Purchase this article with an account.
Sara J. McCullough, Julie-Anne Little, Kathryn J. Saunders; Higher Order Aberrations in Children with Down Syndrome. Invest. Ophthalmol. Vis. Sci. 2013;54(2):1527-1535. doi: https://doi.org/10.1167/iovs.12-10597.
Download citation file:
© ARVO (1962-2015); The Authors (2016-present)
Down syndrome (DS) is associated with ocular abnormalities and reduced visual function. Studies report atypical optical structures in the DS eye such as thinner, steeper corneae and thinner crystalline lenses and, functionally, a degrading influence of the optics on acuity. This study further investigates optical quality in DS by comparing higher order ocular aberrations (HOAs) in DS and control eyes.
Participants were 44 children with DS (6–16 years) and 209 age-matched controls. All participants were free from corneal or lenticular pathology. HOAs were measured following cycloplegia using Shack-Hartmann aberrometry. HOAs were analyzed over a 3-mm and 5-mm pupil using Zernike polynomials from third-sixth order. Optical quality was explored using Visual Strehl ratios (VSX) and equivalent defocus values.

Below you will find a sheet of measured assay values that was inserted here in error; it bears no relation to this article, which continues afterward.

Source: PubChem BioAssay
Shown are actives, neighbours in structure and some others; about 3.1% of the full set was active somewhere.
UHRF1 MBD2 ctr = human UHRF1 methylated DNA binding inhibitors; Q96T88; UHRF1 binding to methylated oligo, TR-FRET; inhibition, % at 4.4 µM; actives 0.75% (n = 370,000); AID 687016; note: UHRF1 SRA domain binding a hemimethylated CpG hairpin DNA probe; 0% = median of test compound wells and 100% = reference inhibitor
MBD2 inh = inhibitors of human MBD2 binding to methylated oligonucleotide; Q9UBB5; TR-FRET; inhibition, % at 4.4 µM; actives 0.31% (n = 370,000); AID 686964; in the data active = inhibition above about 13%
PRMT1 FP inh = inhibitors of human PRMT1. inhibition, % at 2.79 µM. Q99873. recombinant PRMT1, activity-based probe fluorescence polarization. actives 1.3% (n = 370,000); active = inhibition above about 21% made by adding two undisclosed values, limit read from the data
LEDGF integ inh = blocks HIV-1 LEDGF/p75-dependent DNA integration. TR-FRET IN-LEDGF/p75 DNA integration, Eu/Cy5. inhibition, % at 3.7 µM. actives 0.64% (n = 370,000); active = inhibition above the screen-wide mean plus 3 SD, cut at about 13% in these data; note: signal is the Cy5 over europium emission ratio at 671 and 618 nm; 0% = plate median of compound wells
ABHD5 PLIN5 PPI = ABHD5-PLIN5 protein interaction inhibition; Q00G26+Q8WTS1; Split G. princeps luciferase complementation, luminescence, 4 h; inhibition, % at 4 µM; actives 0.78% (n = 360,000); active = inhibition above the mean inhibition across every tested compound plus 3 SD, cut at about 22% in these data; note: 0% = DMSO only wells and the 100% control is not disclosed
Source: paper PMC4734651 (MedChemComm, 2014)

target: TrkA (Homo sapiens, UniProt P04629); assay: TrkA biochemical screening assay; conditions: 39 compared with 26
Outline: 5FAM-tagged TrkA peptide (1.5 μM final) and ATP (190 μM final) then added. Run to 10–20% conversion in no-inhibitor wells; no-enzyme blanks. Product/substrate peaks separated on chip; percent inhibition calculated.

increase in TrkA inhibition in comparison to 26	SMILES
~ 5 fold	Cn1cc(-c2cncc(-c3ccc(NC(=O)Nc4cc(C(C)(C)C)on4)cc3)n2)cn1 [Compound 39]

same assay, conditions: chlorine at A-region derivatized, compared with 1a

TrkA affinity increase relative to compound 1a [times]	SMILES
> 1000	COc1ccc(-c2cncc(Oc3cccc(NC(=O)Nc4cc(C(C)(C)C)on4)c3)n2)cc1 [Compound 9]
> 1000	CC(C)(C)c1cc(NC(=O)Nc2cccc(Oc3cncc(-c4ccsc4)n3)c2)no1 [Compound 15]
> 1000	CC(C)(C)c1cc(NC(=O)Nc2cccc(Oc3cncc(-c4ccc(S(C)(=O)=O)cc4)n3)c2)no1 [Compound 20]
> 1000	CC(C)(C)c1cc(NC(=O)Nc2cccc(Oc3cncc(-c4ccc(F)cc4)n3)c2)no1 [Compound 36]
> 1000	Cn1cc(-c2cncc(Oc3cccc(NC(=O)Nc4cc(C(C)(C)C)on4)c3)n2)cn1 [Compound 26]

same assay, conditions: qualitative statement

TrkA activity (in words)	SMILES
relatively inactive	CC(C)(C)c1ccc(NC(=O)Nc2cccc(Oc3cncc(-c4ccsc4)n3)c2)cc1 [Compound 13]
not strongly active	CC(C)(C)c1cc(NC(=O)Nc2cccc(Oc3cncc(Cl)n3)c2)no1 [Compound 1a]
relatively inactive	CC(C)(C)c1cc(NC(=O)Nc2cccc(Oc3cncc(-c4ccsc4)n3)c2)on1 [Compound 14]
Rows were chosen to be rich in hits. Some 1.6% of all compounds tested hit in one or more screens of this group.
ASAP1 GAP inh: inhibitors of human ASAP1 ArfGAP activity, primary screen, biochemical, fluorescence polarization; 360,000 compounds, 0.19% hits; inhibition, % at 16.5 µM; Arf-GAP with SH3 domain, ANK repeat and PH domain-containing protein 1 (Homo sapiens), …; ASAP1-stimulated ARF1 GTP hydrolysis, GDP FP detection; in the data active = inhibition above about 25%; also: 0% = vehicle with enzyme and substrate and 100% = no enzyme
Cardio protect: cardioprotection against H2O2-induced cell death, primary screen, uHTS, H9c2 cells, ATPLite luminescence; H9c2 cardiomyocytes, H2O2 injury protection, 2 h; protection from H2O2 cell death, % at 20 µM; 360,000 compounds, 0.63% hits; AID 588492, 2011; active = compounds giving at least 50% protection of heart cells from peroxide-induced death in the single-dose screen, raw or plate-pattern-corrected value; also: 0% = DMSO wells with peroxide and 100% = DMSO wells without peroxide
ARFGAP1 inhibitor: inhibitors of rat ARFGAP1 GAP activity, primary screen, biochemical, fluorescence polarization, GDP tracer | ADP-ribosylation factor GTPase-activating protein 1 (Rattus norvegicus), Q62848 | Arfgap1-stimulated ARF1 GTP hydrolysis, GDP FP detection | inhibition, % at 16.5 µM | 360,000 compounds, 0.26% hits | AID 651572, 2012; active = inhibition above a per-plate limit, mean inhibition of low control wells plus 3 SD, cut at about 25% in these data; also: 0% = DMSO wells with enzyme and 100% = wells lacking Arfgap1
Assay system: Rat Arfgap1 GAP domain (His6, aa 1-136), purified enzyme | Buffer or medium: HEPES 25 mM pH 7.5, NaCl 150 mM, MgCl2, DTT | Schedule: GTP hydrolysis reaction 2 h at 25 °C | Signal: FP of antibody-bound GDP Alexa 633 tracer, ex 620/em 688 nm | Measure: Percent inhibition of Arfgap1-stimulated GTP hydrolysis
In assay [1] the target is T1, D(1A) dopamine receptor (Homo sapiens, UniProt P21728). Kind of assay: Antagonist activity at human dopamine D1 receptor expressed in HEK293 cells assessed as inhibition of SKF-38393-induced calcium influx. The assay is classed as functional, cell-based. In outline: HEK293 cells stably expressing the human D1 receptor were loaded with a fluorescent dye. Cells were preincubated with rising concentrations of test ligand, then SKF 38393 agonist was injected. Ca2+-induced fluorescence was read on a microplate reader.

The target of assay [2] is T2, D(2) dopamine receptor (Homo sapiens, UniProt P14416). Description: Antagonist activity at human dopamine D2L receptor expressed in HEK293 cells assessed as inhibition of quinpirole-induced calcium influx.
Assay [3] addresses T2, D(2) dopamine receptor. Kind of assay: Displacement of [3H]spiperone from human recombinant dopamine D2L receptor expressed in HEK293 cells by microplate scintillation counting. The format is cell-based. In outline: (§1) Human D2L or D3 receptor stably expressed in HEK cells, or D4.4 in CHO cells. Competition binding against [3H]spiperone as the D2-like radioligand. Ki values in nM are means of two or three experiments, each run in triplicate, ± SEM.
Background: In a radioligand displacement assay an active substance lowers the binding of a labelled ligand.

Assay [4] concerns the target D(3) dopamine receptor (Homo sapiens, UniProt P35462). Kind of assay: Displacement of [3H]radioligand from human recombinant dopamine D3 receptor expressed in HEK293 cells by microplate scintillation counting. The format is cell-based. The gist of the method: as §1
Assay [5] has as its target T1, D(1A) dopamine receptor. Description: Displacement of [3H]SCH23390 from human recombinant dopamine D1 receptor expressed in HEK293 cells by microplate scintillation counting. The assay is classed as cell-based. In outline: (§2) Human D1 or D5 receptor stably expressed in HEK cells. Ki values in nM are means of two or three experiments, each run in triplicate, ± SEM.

HOAs were measured successfully from 68% of the DS group and 95% of controls. Root mean square of total combined HOAs, third, and sixth orders and coma were significantly greater in the DS group (P < 0.005). Significant differences were found between groups for Zernike coefficients Z 3 − 3 , Z 3 3 , and Z 0 4 (P < 0.013). VSX and equivalent defocus values indicated significantly poorer optical quality in DS eyes (P < 0.02).
Children with DS have greater HOAs and reduced central optical quality compared with typically developing children. Whilst the differences in HOAs between the groups reached statistical significance, they were not of pathological proportions and the DS eye maintains relatively good optical quality considering the degree of ametropia and atypical optical structures often found amongst these children. The subtle reduction in optical quality may, however, compound the visuocortical deficits previously reported in DS.
This PDF is available to Subscribers Only